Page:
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Enrollment in the College's elementary course in Russian has jumped to about 80 as compared to last year's figure of under 50. Assistant Professor Horace G. Lunt '41, who is in charge of Slavic Aab, thinks this is a good thing, not only for the nation, but for the Slavic Students themselves.
"I suppose a lot of them are hoping to get jobs in the Army's intelligence service when they get drafted," Lunt said. "And because there is a shortage of Russian speaking people in the United States, most of these students will probably get the kind of jobs they are looking for if, they continue their work."
Even if the men do not get the noncombatant jobs they had hoped for, their time will not have been wasted, Lunt said. "Russia is a country of 220 million people, with a culture vastly different from ours. It won't do these people a bit of harm to learn something about it.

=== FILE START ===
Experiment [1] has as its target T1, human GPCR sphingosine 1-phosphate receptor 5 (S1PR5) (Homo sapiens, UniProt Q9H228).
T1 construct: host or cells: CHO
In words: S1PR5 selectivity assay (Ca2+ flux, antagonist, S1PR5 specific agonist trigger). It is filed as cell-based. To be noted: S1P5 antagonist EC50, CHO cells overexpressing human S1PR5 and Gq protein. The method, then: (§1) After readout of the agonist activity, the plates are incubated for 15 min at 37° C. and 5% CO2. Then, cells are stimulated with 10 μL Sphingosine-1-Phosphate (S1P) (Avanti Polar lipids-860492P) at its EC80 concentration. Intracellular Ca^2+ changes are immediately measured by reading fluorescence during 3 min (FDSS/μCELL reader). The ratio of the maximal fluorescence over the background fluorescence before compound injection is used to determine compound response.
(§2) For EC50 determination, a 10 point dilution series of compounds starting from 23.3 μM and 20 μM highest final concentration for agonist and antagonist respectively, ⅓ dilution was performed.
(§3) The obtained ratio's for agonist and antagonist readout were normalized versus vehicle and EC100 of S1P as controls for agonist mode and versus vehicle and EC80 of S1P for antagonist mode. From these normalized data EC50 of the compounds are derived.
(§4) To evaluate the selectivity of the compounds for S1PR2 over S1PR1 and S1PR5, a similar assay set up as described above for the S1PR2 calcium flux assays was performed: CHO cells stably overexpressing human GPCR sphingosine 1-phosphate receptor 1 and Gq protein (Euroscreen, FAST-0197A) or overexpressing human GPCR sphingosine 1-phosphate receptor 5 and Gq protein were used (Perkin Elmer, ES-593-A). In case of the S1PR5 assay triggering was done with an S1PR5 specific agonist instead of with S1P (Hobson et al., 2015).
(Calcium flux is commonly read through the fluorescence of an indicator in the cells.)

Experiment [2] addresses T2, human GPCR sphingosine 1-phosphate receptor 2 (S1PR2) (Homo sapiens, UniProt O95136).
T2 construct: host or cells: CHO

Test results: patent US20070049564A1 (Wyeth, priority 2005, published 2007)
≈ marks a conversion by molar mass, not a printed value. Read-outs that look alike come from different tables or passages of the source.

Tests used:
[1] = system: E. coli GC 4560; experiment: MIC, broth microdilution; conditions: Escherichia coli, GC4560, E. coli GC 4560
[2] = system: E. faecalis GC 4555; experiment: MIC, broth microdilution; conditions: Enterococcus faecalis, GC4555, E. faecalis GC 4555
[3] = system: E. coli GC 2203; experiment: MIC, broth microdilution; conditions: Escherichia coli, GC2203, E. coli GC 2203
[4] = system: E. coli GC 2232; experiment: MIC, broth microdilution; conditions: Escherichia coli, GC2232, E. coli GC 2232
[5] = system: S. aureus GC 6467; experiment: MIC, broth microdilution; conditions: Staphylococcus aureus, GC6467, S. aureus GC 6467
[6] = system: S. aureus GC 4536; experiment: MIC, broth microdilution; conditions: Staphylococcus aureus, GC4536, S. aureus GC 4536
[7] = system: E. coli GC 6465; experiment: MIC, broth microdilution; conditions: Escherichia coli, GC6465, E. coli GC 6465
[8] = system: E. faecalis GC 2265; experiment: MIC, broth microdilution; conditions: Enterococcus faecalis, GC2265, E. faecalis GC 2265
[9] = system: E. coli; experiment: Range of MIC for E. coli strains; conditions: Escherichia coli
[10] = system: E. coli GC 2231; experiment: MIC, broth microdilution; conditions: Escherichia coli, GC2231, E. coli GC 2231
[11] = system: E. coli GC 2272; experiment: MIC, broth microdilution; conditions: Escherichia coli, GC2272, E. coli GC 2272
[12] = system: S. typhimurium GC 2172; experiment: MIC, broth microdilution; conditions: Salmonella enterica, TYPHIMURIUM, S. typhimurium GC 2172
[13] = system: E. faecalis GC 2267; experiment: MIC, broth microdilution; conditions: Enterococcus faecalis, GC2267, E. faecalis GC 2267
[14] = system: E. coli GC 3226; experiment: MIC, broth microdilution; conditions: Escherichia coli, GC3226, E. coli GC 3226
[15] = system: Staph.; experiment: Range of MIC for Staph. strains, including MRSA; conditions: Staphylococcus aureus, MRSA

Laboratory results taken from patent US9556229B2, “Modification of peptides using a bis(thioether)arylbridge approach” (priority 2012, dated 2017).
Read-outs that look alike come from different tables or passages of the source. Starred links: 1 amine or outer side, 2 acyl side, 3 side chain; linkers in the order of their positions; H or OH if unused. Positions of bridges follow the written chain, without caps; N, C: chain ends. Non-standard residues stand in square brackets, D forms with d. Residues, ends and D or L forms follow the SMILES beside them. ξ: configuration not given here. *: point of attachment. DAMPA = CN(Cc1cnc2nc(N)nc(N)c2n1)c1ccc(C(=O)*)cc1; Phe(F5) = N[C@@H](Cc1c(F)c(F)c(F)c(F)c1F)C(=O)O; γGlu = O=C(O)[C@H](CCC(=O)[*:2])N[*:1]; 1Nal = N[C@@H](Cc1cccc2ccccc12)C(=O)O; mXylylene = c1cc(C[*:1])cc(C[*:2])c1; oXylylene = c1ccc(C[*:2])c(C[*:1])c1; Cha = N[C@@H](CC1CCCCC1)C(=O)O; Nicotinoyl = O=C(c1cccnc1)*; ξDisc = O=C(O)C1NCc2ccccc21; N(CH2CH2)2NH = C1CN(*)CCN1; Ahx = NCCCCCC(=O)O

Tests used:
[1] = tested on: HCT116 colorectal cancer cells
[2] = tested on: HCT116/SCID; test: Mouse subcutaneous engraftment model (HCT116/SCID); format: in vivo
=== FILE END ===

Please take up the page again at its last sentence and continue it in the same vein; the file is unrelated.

In the other two basic Russian language courses. Slavic 101--Russian Reading and Composition--, and Slavic 102--Advanced Russian Composition and Conversation--enrollment has just about doubled.
Students have also flocked to other of the "Know your enemy" courses. Enrollment in "History of far Eastern Civilization," taught by Professors John K. Fairbanks '39 and Edwin O. Reischauer has just about doubled over last year's figure.
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